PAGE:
I pledge allegiance to my legs and their united state of happy exhaustion, and to my feet on which I stand, one woman, under the sky, indefatigable, with licorice and rock cakes for all.

Bike sticker from Tucson, Arizona

Blog-a-week

So I thought it might be an interesting challenge to try to publish at least one blog post a week. I got the idea when I received an email from WordPress inviting bloggers to take up a ‘new year’ challenge of blogging every day. Me, I know my limits. Once a week is good.

I was thinking, for me, 2009 was a bit like a river, which emptied into the sea of 2010. I’m pretty sure I know what I mean by that, but I’m not sure what that makes 2011. Doesn’t matter.

What I want from 2011 is adventure, confidence and connection. Again, I think I know what I mean by that. While I ponder the year ahead, have a look at some pretty pictures from a hike I did today with my sister. We hiked the Bear Canyon trail in the Santa Catalina Mountains.

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We were in t-shirts, soaking up the desert sunshine. Really, really lovely to find myself exactly where I was (am!).

Next I’m off on a mini tour of the Midwest, where I will reacquaint myself with the concept of cold. Especially on the Chicago leg of my tour.  Gives me something to blog about, no? (Later in the month I may well blog about Unemployment Strikes Again, Top Ideas for Getting Out of the House, and 101 Ways to Doctor your CV. But for now, adventure, where I find it.)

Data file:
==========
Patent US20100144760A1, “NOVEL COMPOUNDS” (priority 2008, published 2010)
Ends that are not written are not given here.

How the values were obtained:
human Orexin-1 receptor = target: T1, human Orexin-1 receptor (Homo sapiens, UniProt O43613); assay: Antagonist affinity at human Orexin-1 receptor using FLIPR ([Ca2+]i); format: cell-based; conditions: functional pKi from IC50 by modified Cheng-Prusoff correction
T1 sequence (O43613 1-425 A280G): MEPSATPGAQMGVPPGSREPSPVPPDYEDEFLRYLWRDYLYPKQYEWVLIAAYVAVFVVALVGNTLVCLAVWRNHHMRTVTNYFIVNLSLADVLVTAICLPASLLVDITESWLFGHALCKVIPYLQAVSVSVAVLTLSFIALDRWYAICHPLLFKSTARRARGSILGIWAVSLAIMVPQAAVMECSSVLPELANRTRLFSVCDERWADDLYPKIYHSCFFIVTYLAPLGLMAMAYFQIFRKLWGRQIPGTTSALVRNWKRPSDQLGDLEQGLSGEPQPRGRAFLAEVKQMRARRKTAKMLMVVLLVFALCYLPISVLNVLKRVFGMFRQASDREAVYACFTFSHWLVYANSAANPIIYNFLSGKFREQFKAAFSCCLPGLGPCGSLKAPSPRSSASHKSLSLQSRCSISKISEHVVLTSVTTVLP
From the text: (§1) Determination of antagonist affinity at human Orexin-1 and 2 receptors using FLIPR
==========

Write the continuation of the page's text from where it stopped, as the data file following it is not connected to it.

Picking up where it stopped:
If anyone’s reading, what are you hoping for in the year ahead? Please comment if the whim strikes…

New year, new stuff

So here we are in 2010. On New Year’s Eve Mom and I ventured downtown to ‘First Night Tucson’, taking in music performances at various venues, some improv comedy, even an Ansel Adams exhibition at the museum of art. (Very cultured of us!) That New Year’s blue moon was beautiful. Here it is as it hung over downtown Tucson that night.

One of my early achievements of the year is this genuine crocheted ipod cover, which I fashioned with my very own clumsy hands. The photo makes it look like a giant (it’s not, I didn’t go that wrong.). It’s based on the one here, but with a big old button instead of a bow. Quirky, no?

I am both excited and jittery about my upcoming travels. I have fears, but they are just fears and, really, what a nice alternative to work and winter I face. Besides, I have done far scarier things. Four springs ago I moved to a city where I knew no one. My first days in Bristol were probably some of the hardest of my life. I have nothing to fear from travelling solo. Not jet lag, not loneliness, not the things that will go ‘wrong’. It isn’t that those things won’t be part of my experience – they will. It’s just that it’s worth it for all the other things I’ll experience.